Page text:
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Virtual Museum

The Charles Close Society Virtual Museum

These pages are intended as a repository for technical details of how maps were produced in the pre-digital era. They form part of a Europe-wide initiative coordinated by the EuroSDR's Working Group on the Preservation of the Geographical Production Process (ESDRPGPP). EuroSDR - the European Spatial Data Research Network - is an organisation linking National Mapping Agencies with research institutes and universities - see .

They are a mixture of electronic documents and images which can be viewed by visitors to the site with selected references to archived material. Much of this material - references of the form univmaps/CCSA/... - is in the Society's archives held at Cambridge University Library. The catalogue for this archive is held on the university's JANUS catalogue; for access to the material see References of the form PC9001/... are to material in private collections; for access contact the administrators of this virtual museum.

Copyright of the electronic documents remains the property of their originators.

Additions to the museum and comments and suggestions are welcomed: please contact the Chairman of the sub-committee Rob Wheeler

These pages represent a work in progress. It is our intention to provide properly-curated 'virtual exhibitions' in due course, but for the present all our energies are focussed on building the collection.

The site is not intended for the display of maps themselves. For those wishing to see the products of the Ordnance Survey, a good starting point is our Sheetfinder page at A selection of notable or unusual maps is at and in the digital archive at



Plan examiner's board and carrying-case. c1980. Metal & perspex with waterproof covers. 54x54cm; internally 48x48.5cm. (NB: Standard large-scale plan was 40x40cm between neatlines.) ACC1301

Pocket Sextant, used to survey minor detail at 1:2500 and 6 inch to the mile / 1:10,000 (paths through woods etc). ACC1302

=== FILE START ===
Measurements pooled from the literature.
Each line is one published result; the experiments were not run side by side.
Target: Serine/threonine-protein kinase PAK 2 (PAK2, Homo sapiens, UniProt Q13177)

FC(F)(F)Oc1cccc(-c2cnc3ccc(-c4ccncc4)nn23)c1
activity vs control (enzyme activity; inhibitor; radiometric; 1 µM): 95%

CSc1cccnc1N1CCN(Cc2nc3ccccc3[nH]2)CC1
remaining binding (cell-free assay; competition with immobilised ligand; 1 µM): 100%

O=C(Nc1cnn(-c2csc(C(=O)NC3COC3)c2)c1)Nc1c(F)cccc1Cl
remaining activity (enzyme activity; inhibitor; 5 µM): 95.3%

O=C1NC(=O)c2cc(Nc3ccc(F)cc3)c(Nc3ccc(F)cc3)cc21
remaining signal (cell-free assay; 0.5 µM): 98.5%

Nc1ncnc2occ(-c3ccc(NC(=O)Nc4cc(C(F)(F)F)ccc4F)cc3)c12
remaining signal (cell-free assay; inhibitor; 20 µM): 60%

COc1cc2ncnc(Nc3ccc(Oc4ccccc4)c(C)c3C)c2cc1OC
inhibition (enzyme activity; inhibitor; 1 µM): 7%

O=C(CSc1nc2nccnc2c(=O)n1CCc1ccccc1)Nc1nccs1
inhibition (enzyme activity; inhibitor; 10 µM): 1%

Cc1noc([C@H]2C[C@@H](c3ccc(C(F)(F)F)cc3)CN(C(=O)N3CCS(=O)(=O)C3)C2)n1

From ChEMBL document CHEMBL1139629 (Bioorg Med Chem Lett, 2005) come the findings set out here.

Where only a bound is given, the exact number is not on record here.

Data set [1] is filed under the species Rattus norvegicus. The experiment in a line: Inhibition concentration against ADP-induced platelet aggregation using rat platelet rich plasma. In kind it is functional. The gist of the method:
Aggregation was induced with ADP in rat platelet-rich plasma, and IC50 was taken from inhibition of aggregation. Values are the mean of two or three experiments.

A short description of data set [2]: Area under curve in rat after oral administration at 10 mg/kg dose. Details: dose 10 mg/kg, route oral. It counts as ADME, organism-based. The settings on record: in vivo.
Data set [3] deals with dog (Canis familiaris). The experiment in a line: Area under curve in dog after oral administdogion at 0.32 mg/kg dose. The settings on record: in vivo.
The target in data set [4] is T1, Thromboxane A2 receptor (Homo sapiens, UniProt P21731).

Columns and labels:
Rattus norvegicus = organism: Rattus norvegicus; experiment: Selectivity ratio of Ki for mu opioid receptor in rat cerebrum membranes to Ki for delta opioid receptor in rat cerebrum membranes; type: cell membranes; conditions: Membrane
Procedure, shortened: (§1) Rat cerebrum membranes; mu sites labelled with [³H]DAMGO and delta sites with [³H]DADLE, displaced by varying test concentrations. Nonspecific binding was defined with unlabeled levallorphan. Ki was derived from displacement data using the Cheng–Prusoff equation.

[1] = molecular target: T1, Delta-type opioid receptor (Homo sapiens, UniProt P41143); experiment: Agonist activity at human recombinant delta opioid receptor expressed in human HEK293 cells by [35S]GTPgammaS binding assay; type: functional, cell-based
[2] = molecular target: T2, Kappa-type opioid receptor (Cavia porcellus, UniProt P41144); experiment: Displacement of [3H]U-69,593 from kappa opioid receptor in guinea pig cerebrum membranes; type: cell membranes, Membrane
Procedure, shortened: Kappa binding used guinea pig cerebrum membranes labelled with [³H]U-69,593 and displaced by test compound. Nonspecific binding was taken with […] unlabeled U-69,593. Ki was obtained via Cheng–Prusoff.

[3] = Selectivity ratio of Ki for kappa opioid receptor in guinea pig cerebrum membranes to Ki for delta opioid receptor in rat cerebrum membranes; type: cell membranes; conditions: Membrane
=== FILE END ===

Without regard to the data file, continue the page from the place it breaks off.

Microptic Alidade, used on Plane Table work, mainly for 6 inch to the mile / 1:10,000. ACC1303

Prismatic Compass, used for minor detail on 1:2500 and 6 inch to the mile / 1:10,000. ACC1304

Abney Level, used for correcting slope distances to horizontal on Chain Survey. ACC1305

Wild T2 theodolite - the main workhorse for the supply of control (PTSs and RPs etc). ACC1306

Wild T16 theodolite - used for survey traverses before the introduction of the Kern DK-RT Self Reducing Tacheometer Theodolite. ACC1307

Kern DK-RT Self-reducing Tacheometer Theodolite photographs and OS Instruction manual ACC1310

Double Prism Optical Square (used during detail survey to place the surveyor on line between two points and to raise an offset at 90 degrees from that line). ACC1315

Double Prism Optical Square Instruction leaflet from York Survey Supply, a cosmetically different instrument from ACC1315 above but used in exactly the same way). ACC1312

Metric levelling staff with transit box. ACC1314

5 inch Tavistock theodolite, used for high order control. (A smaller 3.5 inch Tavistock was used for lower order control, and latterly on the 1:2500 Overhaul of the County Series mapping.) can be seen on University of York Digital Library pages at

Artillery Director, used on Chain Survey traverses and also for minor detail traverses on the Overhaul can be seen on British Ordnance Collectors Network at


OS Triangulation Pillar ACC1308

OS Beacons ACC1309

Control Point for Air Survey. Enugu, Nigeria, 1976 ACC1501



CTS500 Geodetic level manufacturer's manual. used pre-1939. See also ACC1313 below. ACC1311

Photographs of S500 Geodetic Level (as ACC1311 above). ACC1313



Stereoscope Universal Type SV.3, C.F.C.This is a later version of the “Casella SV2 Mirror Stereoscope”, employed extensively by OS surveyors engaged on 1:2500 “Overhaul” in the period 1965 – 1980 to observe stereoscopic virtual terrain models using overlapping aerial photographs. ACC1315